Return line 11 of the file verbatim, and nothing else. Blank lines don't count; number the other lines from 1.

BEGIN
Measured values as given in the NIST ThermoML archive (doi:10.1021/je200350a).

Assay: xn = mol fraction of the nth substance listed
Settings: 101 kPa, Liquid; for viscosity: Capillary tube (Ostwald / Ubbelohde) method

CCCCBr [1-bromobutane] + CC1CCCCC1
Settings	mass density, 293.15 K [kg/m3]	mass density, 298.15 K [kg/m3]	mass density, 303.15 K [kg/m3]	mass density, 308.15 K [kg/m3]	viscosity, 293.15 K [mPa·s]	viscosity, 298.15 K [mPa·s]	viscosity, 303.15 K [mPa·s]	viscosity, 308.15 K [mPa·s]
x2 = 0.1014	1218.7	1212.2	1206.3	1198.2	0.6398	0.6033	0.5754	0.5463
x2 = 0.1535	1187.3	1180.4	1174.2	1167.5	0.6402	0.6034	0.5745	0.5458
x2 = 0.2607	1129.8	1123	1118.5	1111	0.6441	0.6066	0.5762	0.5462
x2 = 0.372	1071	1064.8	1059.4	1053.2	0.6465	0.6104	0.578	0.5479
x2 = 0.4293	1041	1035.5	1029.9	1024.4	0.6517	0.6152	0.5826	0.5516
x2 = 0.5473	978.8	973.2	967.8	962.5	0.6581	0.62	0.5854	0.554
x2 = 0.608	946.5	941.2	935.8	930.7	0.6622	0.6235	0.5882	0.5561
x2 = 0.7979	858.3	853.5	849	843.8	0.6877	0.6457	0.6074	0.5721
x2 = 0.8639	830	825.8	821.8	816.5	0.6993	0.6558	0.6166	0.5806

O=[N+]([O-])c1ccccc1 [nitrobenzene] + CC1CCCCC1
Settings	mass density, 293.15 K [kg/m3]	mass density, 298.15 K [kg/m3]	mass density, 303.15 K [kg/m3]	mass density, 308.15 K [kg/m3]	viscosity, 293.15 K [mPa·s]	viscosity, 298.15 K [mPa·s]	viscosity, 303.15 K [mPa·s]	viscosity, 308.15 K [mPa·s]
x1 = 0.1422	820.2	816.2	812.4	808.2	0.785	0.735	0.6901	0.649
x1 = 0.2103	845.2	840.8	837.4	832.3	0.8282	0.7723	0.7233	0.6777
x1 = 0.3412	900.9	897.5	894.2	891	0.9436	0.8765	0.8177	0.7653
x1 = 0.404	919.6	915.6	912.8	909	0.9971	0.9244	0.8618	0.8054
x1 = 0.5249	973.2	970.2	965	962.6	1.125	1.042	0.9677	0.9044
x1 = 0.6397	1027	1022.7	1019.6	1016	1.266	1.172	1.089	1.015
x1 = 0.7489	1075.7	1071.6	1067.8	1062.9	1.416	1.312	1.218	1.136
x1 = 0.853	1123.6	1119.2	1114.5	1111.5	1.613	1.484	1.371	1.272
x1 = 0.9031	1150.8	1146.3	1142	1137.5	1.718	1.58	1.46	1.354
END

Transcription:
x2 = 0.5473	978.8	973.2	967.8	962.5	0.6581	0.62	0.5854	0.554